PEX vs Polybutylene

What are the exact differences between PEX vs Polybutylene piping materials?

Installing piping in homes requires ample knowledge to avoid plumbing problems. Choosing the right plumbing pipes is crucial for ensuring that your plumbing system works efficiently.

Innovative pipeline technologies such as plastic pipes have effectively replaced traditional pipes like copper due to their corrosion resistance and flexible nature.

There are two popular options for such plastic pipes: PEX (cross-linked polyethylene) and polybutylene (PB). PEX and PB are two distinct plastic pipe types with unique characteristics.

Polybutylene is plastic piping material commonly used between 1978 and 1995. But due to severe issues associated with PB pipes, their installation has become illegal in most states.

However, there has been a significant shift in recent years in the plumbing industry toward replacing PB piping with PEX. This article will explore the differences between PB and PEX piping and highlight why transitioning from PB to PEX is prudent for homeowners.

Difference Between PEX vs Polybutylene


Polybutylene pipes were made from a polybutylene polymer. They gained popularity in the late 1970s.

This was due to their flexibility, cost-effectiveness, and freeze resistance. These pipes were widely used in residential and commercial plumbing applications [1].

The flexibility of polybutylene pipes made them suitable for navigating tight spaces and reduced the need for additional fittings and connections. The benefits of polybutylene pipes included resistance to chemical corrosion, which made them less prone to corrosion.

The pipes also offered quieter operation because of the reduced water hammer phenomenon compared to pipes of other materials.

Their relatively low-cost installation made them attractive for construction projects with budget constraints. Regrettably, PB pipes were not widely embraced due to their attribute of weakness which resulted in user losses.

Conversely, PEX pipe is a reliable pipe made from High-Density Polyethylene (HDPE), which is a durable and flexible material. One of the significant advantages of PEX pipes is their flexibility, which allows for easy installation, especially in tight spaces.

It has been successfully utilized worldwide for numerous years and is the preferred plumbing choice for residential purposes. However, it is not suitable for outdoor use because such pipes become damaged if exposed to UV rays.

The primary distinction between PB and PEX lies in their manufacturing processes. PEX undergoes a cross-linking of polymer chains, which enhances its material properties. In contrast, PB pipes lack this cross-linking process.

The cross-linking process in PEX improves material characteristics, making it highly advantageous. One significant advantage of PEX over PB is its ability to withstand higher water pressure.

Despite attempts by PB manufacturers to demonstrate its superiority, PEX consistently exhibits greater pressure tolerance. Thus PEX surpasses PB as a preferable option for domestic plumbing applications.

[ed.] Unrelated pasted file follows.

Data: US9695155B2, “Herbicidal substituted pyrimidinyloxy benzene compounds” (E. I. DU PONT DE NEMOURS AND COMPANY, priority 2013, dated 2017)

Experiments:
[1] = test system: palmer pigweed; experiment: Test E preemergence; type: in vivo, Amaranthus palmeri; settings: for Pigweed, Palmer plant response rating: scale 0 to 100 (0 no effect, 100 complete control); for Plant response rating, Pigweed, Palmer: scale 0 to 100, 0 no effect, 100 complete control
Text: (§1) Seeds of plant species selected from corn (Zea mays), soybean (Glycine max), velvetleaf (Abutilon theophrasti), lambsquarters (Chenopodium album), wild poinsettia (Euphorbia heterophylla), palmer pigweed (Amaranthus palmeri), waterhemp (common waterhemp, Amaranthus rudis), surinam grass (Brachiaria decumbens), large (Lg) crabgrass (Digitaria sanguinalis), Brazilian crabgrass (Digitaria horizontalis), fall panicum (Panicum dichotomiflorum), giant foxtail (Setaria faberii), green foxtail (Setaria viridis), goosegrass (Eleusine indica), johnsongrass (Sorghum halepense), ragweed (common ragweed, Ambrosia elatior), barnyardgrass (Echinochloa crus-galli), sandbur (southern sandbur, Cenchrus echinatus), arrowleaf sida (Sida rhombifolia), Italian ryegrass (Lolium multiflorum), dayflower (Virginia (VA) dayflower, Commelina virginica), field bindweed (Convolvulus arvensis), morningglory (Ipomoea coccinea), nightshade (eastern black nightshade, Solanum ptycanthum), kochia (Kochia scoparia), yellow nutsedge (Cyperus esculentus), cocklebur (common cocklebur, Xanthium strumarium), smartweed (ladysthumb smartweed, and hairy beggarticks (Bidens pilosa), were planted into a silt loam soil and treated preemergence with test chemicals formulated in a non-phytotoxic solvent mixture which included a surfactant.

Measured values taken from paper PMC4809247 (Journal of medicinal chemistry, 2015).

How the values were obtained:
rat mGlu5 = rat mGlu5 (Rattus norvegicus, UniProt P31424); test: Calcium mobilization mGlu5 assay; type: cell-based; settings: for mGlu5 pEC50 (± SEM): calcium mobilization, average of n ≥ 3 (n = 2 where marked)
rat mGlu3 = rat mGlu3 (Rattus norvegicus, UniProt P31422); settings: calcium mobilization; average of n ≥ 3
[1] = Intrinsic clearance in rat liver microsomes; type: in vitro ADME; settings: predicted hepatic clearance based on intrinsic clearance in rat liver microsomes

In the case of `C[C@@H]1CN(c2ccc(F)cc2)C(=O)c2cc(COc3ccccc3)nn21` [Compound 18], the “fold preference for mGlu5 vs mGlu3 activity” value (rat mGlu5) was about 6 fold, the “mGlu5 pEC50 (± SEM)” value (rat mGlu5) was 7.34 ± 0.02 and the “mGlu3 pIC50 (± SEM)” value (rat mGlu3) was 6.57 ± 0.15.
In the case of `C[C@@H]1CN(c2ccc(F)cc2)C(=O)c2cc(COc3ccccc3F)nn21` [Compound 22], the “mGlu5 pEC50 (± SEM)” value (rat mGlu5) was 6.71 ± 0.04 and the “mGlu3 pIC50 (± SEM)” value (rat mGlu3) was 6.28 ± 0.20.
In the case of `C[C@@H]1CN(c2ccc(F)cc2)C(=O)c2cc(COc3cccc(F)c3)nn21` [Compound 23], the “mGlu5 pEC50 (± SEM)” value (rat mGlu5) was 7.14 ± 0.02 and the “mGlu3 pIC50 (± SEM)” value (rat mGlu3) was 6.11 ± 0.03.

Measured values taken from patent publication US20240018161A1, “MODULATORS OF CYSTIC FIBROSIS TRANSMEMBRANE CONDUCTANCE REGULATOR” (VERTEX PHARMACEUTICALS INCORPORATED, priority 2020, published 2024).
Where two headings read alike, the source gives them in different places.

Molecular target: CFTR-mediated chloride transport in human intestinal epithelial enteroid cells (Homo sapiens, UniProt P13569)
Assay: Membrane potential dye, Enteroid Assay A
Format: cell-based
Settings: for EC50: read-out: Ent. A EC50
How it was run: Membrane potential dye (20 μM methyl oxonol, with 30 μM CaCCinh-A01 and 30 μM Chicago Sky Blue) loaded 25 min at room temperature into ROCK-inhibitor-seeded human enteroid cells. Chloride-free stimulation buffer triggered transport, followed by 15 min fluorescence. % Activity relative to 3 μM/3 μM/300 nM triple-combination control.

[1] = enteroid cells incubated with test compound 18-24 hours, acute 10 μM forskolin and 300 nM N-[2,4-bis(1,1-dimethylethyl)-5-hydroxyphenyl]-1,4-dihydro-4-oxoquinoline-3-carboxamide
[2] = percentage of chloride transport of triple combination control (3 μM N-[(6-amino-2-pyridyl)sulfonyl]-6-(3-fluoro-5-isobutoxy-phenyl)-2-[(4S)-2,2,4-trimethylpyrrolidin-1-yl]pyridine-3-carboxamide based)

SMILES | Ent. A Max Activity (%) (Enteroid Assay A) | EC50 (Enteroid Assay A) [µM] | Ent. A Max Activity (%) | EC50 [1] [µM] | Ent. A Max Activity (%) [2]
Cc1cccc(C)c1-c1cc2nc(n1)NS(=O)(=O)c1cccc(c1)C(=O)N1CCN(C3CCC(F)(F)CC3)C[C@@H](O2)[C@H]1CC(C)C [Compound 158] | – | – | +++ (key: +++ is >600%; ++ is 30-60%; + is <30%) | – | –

PEX pipes remain widely accepted in many countries due to their long-lasting properties, which offer both time and cost savings to consumers. Its installation process often involves using fewer fittings, thereby reducing the chances of leaks and increasing overall system efficiency.

PEX pipes are highly resistant to freezing and bursting. Since they are flexible, they can expand and contract without sustaining damage. This makes them ideal for colder climates where freezing is a concern.

PEX pipes exhibit remarkable longevity and durability, often outlasting traditional materials like copper or galvanized steel. Their resistance to corrosion and scaling ensures a consistent water flow throughout the plumbing system. Moreover, PEX pipes are cost-effective, both in terms of material and installation costs.

The Need to Replace Polybutylene (PB) With PEX Piping.

Polybutylene pipes, once praised for their affordability and ease of installation, have encountered numerous challenges and failures over time. As a result, replacing these pipes has become a common practice in buildings affected by its issues.

Polybutylene pipes have a significant drawback. For example, they react with chlorine used in the purification of water.

Over time, chlorine gradually weakens the bonds of PB pipes, rendering them susceptible to breakage under water pressure. This reaction causes the material to become brittle, which results in pipe failures [2].

The pipes’ vulnerability to temperature fluctuations exacerbates the problem. As they expand and contract, the already brittle material is weakened over time.  In contrast, PEX exhibits superior resistance to chlorine and can effectively handle high water pressure.

Problems with Polybutylene Piping

  1. Degradation over Time

Polybutylene pipes have faced significant challenges in terms of aging and degradation. Studies have shown that exposure to oxygen causes a chemical reaction to occur within the pipes. This leads to cracking and corrosion and premature failure of these pipes [3].

Also, cracks and corrosion eventually result in leaks and significant water damage within the home. This has resulted in widespread issues and costly remediation efforts in buildings where polybutylene pipes were installed.

PB piping is also susceptible to temperature fluctuations. When exposed to heat or direct sunlight, the pipes expand and contract, making them more prone to bursting.

  1. Health Concerns